Localization and Internationalization MediaWiki supports a multilingual user interface supported by interface messages with translation support from translatewiki as well as a namespace for editing interface messages from the front end. In addition, there is support through extensions for multilingual content.
Multi-platform MediaWiki is served by a web UI on both desktop and mobile platforms. Specialized interfaces can be created outside of MediaWiki using the networked API or content dumps for optimized experiences on different form factors.
FLOSS MediaWiki is an open source project. As such, it is both a consumer of other open source software as well as being distributed as open source for use by third parties.
Privacy Friendly By default, identifying information of users (such as their real name and email address) are kept private. This allows users to interact pseudonymously on the platform.
Independent MediaWiki has few platform requirements aside from a web server, PHP, and a database server. It is meant to be able to run in a variety of environments. This has both positive and negative consequences upon the platform.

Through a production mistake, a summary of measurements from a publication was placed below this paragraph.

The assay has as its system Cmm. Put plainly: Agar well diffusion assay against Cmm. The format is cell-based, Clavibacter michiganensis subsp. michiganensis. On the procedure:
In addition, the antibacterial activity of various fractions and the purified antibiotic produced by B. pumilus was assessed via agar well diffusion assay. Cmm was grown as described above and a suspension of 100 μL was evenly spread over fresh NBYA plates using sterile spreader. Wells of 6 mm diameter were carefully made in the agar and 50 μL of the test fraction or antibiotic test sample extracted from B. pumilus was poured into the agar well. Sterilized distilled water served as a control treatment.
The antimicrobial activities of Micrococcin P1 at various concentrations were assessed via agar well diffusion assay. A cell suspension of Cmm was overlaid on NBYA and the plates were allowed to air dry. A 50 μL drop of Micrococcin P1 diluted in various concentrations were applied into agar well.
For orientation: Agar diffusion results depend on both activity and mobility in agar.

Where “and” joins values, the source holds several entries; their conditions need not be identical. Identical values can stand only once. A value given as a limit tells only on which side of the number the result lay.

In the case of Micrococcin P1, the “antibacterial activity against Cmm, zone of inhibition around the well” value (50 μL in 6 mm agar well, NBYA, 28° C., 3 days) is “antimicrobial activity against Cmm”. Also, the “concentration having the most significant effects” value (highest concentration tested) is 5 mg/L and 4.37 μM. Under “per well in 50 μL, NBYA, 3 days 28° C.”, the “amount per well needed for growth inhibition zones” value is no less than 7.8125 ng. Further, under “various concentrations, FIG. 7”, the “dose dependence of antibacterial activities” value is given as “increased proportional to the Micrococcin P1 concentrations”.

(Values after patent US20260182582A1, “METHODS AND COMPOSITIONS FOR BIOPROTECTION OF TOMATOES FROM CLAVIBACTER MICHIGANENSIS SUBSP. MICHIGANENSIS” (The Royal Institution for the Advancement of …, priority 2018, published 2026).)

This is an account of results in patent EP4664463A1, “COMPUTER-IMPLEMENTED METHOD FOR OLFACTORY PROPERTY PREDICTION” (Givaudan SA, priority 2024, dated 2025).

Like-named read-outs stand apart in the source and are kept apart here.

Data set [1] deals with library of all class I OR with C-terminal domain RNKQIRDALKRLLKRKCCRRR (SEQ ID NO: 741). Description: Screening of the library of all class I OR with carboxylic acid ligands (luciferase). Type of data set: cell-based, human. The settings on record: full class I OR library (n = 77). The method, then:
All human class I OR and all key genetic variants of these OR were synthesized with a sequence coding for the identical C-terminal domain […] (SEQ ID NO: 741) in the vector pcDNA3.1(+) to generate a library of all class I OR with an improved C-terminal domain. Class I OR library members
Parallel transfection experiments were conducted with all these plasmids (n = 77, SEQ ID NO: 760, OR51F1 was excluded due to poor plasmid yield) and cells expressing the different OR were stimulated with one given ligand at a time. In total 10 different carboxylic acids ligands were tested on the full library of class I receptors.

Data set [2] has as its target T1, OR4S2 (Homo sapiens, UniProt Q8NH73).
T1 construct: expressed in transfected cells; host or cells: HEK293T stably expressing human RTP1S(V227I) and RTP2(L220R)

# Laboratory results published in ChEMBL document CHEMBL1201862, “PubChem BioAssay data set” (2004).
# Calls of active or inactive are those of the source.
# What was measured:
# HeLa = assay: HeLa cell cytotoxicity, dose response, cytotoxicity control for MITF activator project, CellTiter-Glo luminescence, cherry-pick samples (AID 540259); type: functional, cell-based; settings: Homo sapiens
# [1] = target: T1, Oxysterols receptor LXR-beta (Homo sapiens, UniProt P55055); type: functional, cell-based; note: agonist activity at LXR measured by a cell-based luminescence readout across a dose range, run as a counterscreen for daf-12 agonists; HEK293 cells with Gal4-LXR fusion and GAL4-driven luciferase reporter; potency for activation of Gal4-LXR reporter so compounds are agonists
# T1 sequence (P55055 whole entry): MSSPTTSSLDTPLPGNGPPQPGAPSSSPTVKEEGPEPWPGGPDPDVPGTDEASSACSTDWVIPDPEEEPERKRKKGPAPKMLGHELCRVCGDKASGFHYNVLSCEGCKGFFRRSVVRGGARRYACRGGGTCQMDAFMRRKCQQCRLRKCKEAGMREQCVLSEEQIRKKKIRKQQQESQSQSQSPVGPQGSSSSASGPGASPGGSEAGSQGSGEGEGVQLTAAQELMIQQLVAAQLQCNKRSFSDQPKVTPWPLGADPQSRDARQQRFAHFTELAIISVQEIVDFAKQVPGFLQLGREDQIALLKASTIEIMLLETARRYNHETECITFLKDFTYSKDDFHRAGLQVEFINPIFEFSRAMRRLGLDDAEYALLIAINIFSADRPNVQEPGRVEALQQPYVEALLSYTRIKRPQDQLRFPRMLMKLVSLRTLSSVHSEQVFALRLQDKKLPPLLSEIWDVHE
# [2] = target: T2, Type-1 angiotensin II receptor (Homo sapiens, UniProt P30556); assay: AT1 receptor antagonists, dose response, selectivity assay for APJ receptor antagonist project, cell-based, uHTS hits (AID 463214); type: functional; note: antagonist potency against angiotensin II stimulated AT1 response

Fundamental Functionality[edit]

The fundamental functionality provided by the MediaWiki platform, which provides its unique style of wiki capabilities and satisfies the defining characteristics above, is as follows:

Viewing content The content on a page may be viewed by end users with the appropriate permissions.
Browsing content End users can navigate through the content, clicking on links to navigate through the wiki from page to page.
Editing content The content on a page may be edited by end users with the appropriate permissions. Several editing interfaces exist, including a wikitext editor and a WYSIWYG editor that incorporates forms for editing templated content.
Reverting edits Vandalism can be quickly reverted by end users with the appropriate permissions.